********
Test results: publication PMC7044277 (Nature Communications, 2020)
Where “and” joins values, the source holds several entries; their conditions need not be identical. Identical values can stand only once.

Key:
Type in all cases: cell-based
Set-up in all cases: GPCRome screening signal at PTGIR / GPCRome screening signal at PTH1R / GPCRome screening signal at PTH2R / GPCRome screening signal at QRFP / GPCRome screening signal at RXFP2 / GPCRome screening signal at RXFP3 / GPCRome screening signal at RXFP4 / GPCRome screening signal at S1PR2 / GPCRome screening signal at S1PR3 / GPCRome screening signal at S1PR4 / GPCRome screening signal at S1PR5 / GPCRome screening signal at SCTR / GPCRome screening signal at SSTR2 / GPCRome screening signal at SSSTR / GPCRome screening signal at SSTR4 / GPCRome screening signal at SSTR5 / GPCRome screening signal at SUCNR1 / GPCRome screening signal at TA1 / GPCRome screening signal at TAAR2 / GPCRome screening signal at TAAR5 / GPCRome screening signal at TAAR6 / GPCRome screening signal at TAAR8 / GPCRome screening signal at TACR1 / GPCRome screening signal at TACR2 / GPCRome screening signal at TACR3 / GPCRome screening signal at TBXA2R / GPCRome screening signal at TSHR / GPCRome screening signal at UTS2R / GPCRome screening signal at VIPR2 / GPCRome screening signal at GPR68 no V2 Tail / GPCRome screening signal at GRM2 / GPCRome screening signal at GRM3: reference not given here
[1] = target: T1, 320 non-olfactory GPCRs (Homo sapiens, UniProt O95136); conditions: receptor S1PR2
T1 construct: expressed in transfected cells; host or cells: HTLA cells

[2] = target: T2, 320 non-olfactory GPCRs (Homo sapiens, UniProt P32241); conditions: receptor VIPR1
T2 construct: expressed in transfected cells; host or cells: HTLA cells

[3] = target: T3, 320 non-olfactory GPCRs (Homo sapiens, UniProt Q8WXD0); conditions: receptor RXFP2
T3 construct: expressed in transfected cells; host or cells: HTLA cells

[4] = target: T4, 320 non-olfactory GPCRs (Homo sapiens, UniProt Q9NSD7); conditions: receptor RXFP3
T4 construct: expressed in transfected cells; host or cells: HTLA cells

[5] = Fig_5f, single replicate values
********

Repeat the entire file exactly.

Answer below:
Test results: publication PMC7044277 (Nature Communications, 2020)
Where “and” joins values, the source holds several entries; their conditions need not be identical. Identical values can stand only once.

Key:
Type in all cases: cell-based
Set-up in all cases: GPCRome screening signal at PTGIR / GPCRome screening signal at PTH1R / GPCRome screening signal at PTH2R / GPCRome screening signal at QRFP / GPCRome screening signal at RXFP2 / GPCRome screening signal at RXFP3 / GPCRome screening signal at RXFP4 / GPCRome screening signal at S1PR2 / GPCRome screening signal at S1PR3 / GPCRome screening signal at S1PR4 / GPCRome screening signal at S1PR5 / GPCRome screening signal at SCTR / GPCRome screening signal at SSTR2 / GPCRome screening signal at SSSTR / GPCRome screening signal at SSTR4 / GPCRome screening signal at SSTR5 / GPCRome screening signal at SUCNR1 / GPCRome screening signal at TA1 / GPCRome screening signal at TAAR2 / GPCRome screening signal at TAAR5 / GPCRome screening signal at TAAR6 / GPCRome screening signal at TAAR8 / GPCRome screening signal at TACR1 / GPCRome screening signal at TACR2 / GPCRome screening signal at TACR3 / GPCRome screening signal at TBXA2R / GPCRome screening signal at TSHR / GPCRome screening signal at UTS2R / GPCRome screening signal at VIPR2 / GPCRome screening signal at GPR68 no V2 Tail / GPCRome screening signal at GRM2 / GPCRome screening signal at GRM3: reference not given here
[1] = target: T1, 320 non-olfactory GPCRs (Homo sapiens, UniProt O95136); conditions: receptor S1PR2
T1 construct: expressed in transfected cells; host or cells: HTLA cells

[2] = target: T2, 320 non-olfactory GPCRs (Homo sapiens, UniProt P32241); conditions: receptor VIPR1
T2 construct: expressed in transfected cells; host or cells: HTLA cells

[3] = target: T3, 320 non-olfactory GPCRs (Homo sapiens, UniProt Q8WXD0); conditions: receptor RXFP2
T3 construct: expressed in transfected cells; host or cells: HTLA cells

[4] = target: T4, 320 non-olfactory GPCRs (Homo sapiens, UniProt Q9NSD7); conditions: receptor RXFP3
T4 construct: expressed in transfected cells; host or cells: HTLA cells

[5] = Fig_5f, single replicate values